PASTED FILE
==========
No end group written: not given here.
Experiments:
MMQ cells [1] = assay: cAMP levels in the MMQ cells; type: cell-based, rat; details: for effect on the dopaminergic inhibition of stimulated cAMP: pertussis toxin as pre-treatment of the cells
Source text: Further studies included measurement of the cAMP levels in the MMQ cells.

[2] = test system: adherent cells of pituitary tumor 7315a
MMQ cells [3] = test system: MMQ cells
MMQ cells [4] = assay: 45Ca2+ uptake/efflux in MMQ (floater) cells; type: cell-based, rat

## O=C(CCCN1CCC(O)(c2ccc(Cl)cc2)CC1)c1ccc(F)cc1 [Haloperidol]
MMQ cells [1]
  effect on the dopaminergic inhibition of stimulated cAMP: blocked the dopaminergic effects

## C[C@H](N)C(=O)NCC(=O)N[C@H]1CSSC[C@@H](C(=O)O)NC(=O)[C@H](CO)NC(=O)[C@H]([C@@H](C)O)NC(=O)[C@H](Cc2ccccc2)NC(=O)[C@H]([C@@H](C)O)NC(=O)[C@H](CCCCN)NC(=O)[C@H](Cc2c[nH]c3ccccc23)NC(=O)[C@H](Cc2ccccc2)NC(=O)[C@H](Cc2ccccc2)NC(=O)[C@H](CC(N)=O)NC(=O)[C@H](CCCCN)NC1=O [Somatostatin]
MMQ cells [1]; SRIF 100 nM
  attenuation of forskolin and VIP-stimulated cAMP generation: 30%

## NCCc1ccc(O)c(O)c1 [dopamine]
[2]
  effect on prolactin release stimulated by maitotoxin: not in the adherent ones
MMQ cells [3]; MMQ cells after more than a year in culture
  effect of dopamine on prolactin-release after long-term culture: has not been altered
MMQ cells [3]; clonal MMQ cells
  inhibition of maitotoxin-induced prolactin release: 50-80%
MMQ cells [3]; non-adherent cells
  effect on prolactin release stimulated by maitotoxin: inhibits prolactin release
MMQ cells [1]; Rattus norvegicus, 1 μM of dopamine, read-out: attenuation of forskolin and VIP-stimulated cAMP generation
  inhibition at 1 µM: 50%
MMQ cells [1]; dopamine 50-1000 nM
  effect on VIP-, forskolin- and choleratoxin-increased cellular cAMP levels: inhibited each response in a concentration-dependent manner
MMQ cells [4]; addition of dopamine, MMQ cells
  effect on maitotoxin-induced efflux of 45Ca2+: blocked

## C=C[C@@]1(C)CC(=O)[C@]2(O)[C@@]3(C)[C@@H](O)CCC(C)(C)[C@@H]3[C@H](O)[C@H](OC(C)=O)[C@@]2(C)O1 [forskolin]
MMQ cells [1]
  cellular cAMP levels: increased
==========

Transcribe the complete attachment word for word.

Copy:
No end group written: not given here.
Experiments:
MMQ cells [1] = assay: cAMP levels in the MMQ cells; type: cell-based, rat; details: for effect on the dopaminergic inhibition of stimulated cAMP: pertussis toxin as pre-treatment of the cells
Source text: Further studies included measurement of the cAMP levels in the MMQ cells.

[2] = test system: adherent cells of pituitary tumor 7315a
MMQ cells [3] = test system: MMQ cells
MMQ cells [4] = assay: 45Ca2+ uptake/efflux in MMQ (floater) cells; type: cell-based, rat

## O=C(CCCN1CCC(O)(c2ccc(Cl)cc2)CC1)c1ccc(F)cc1 [Haloperidol]
MMQ cells [1]
  effect on the dopaminergic inhibition of stimulated cAMP: blocked the dopaminergic effects

## C[C@H](N)C(=O)NCC(=O)N[C@H]1CSSC[C@@H](C(=O)O)NC(=O)[C@H](CO)NC(=O)[C@H]([C@@H](C)O)NC(=O)[C@H](Cc2ccccc2)NC(=O)[C@H]([C@@H](C)O)NC(=O)[C@H](CCCCN)NC(=O)[C@H](Cc2c[nH]c3ccccc23)NC(=O)[C@H](Cc2ccccc2)NC(=O)[C@H](Cc2ccccc2)NC(=O)[C@H](CC(N)=O)NC(=O)[C@H](CCCCN)NC1=O [Somatostatin]
MMQ cells [1]; SRIF 100 nM
  attenuation of forskolin and VIP-stimulated cAMP generation: 30%

## NCCc1ccc(O)c(O)c1 [dopamine]
[2]
  effect on prolactin release stimulated by maitotoxin: not in the adherent ones
MMQ cells [3]; MMQ cells after more than a year in culture
  effect of dopamine on prolactin-release after long-term culture: has not been altered
MMQ cells [3]; clonal MMQ cells
  inhibition of maitotoxin-induced prolactin release: 50-80%
MMQ cells [3]; non-adherent cells
  effect on prolactin release stimulated by maitotoxin: inhibits prolactin release
MMQ cells [1]; Rattus norvegicus, 1 μM of dopamine, read-out: attenuation of forskolin and VIP-stimulated cAMP generation
  inhibition at 1 µM: 50%
MMQ cells [1]; dopamine 50-1000 nM
  effect on VIP-, forskolin- and choleratoxin-increased cellular cAMP levels: inhibited each response in a concentration-dependent manner
MMQ cells [4]; addition of dopamine, MMQ cells
  effect on maitotoxin-induced efflux of 45Ca2+: blocked

## C=C[C@@]1(C)CC(=O)[C@]2(O)[C@@]3(C)[C@@H](O)CCC(C)(C)[C@@H]3[C@H](O)[C@H](OC(C)=O)[C@@]2(C)O1 [forskolin]
MMQ cells [1]
  cellular cAMP levels: increased